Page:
Notre Dame Football: The Irish, the Trojans and No. 1

Matt SmithCorrespondent IIINovember 20, 2012

SOUTH BEND, IN - OCTOBER 15:  Quarterback Matt Leinart #11 of the University of Southern California Trojans rolls into the end zone with the winning touchdown against the Notre Dame Fighting Irish on October 15, 2005 at Notre Dame Stadium in South Bend, Indiana. USC defeated Notre Dame 34-31.  (Photo by Jonathan Daniel/Getty Images)
Jonathan Daniel/Getty Images

As we all anticipated back in August, the Notre Dame-USC game on Saturday night will feature the nation’s No. 1 team against a 7-4 team. The roles of each team, however, are reversed, as the Irish have turned in a magical season to reach the top of the polls, while the Trojans have plummeted from preseason No. 1 to Pac-12 also-rans.

When the longtime intersectional rivals meet under the lights of the Los Angeles Coliseum, it will mark the 13th time that the rivalry has featured the top-ranked team. Seven of the prior 12 times, it has been Notre Dame as the top team, with USC atop the polls on five occasions.

In those 12 contests, No. 1 is 10-2. Twice, the Irish have ventured to California as the best team in college football and been upset. The first came in 1938, a 13-0 victory for No. 8 USC.

Under legendary coach Frank Leahy, the Irish cruised in their two meetings with the Trojans as the No. 1 team, winning 38-7 in 1947 and 32-0 in 1949. Both seasons culminated in national championships.

The game that will leave Fighting Irish fans in peril this week more so than any other came in 1964, when unbeaten and top-ranked Notre Dame traveled to Los Angeles to face an unranked USC team (sound familiar?). With the national title at that time still awarded at the end of the regular season, all first-year coach Ara Parseghian and eventual Heisman Trophy winner John Huarte needed to do was defeat the Trojans and the Irish would have their first national title in 15 years.

It looked like everything would go as planned after 30 minutes, with Notre Dame leading 17-0. However, the Irish would be denied the national title when John McKay’s Trojans ran off 20 unanswered points in the second half for a shocking upset.

Two days later, Alabama was declared the Associated Press national champion.

In 1966, the stars were again aligned for the Irish to have their hearts broken in Los Angeles. After escaping the “Game of the Century” against Michigan State with a 10-10 tie, Notre Dame was No. 1 heading into its game with No. 10 USC. It was quickly evident that 1966 would not be a repeat of 1964, as the Irish rolled to a 51-0 rout and the national championship.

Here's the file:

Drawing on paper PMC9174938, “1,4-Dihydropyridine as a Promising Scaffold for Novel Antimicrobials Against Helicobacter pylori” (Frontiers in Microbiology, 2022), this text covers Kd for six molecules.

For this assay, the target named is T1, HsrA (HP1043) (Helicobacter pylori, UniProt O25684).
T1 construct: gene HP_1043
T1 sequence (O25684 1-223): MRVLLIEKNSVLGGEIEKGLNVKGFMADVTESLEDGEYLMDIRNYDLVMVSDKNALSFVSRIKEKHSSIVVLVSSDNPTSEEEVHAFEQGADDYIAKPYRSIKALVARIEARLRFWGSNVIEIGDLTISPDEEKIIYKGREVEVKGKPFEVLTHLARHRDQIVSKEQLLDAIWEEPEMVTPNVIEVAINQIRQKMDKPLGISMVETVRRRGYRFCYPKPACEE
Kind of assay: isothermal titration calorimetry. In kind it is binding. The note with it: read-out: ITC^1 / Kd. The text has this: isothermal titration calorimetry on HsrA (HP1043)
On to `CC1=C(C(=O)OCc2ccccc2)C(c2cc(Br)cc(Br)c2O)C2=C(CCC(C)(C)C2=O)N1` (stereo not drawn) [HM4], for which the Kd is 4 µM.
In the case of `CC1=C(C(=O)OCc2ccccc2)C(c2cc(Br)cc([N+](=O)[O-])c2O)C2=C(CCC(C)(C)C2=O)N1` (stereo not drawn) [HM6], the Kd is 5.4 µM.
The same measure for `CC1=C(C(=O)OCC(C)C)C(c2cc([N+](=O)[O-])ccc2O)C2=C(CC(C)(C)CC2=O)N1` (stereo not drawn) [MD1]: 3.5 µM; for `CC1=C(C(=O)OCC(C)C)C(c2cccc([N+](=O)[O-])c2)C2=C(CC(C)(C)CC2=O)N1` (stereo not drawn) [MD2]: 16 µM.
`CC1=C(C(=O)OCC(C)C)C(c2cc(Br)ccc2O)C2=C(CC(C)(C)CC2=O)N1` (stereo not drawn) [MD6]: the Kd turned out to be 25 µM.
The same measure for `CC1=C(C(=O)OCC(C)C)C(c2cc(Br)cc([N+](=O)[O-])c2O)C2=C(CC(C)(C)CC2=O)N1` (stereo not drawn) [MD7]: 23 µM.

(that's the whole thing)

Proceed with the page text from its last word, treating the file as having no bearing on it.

A year later, Notre Dame had a chance to avenge the 1964 loss against the top-ranked Trojans, but O.J. Simpson and USC stormed into Notre Dame Stadium, intercepting seven passes in a comfortable 24-7 win. USC went on to win the national title.

In 1972, Anthony Davis had the first of his two great performances against Notre Dame in Los Angeles, scoring six touchdowns, as No. 1 USC routed the 10th-ranked Irish, 45-23.

The next eight meetings all featured matchups between Top 15 teams, but none with the No. 1 team.

Two of Notre Dame’s most memorable wins under Lou Holtz came over USC when ranked No. 1, in 1988 and 1989. The 1988 game was the only No. 1 vs. No. 2 game in the storied rivalry, a relatively easy 27-10 Irish victory.

Notre Dame’s most recent national title came five weeks later when it defeated West Virginia in the Fiesta Bowl.

The next year under the lights of Notre Dame Stadium, Tony Rice out-dueled the fiery Todd Marinovich in a 28-24 win, the Irish’s 19th consecutive victory. There would be no back-to-back national titles, however, as Miami (FL) would upend the Irish in the regular-season finale.

The Reggie Bush-Matt Leinart USC teams were twice ranked No. 1 against the Fighting Irish. The Trojans embarrassed Notre Dame in Ty Willingham’s final game, 41-10 in 2004. The next year, the two teams played arguably their most memorable game in the 86-year history of the rivalry, a 34-31 USC win capped by the famous “Bush Push” of Leinart into the south end zone of Notre Dame Stadium for the game-winning touchdown with just seconds remaining.

In summary, the Irish are only 5-2 when ranked No. 1 against USC, but four of those five victories helped pave the way for national titles.

So while history would tell Irish fans to be wary of the pressure that comes with the top ranking, it would also say that a crystal ball might be in the team’s future if it can navigate the rapids of a struggling but talented Trojans team.